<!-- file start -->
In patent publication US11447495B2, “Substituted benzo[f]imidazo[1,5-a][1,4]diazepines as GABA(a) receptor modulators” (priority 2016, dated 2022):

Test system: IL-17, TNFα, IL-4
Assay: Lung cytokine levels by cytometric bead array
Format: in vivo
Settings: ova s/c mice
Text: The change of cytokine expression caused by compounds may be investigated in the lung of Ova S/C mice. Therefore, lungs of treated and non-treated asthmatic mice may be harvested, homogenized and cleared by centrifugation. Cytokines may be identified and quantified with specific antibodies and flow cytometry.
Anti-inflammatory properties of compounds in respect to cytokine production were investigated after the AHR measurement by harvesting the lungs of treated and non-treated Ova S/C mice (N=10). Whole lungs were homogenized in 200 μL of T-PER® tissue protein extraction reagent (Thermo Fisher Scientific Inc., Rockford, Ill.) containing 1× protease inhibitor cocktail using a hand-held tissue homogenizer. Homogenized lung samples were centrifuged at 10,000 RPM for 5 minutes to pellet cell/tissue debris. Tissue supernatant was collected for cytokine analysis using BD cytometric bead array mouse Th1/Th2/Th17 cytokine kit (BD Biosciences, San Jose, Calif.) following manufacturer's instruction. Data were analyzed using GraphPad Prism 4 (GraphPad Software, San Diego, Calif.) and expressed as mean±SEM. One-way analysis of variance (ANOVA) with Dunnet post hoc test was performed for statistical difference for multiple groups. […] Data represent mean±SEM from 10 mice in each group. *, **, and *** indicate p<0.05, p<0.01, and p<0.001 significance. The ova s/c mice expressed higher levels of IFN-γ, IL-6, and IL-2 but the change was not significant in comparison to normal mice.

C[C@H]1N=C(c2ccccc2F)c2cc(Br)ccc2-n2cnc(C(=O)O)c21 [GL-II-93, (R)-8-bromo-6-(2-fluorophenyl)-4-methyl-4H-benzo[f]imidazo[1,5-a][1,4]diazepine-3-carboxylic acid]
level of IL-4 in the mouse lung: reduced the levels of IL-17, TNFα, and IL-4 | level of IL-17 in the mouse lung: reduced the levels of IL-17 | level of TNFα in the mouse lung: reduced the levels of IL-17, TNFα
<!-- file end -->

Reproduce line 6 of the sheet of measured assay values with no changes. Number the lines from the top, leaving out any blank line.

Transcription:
Text: The change of cytokine expression caused by compounds may be investigated in the lung of Ova S/C mice. Therefore, lungs of treated and non-treated asthmatic mice may be harvested, homogenized and cleared by centrifugation. Cytokines may be identified and quantified with specific antibodies and flow cytometry.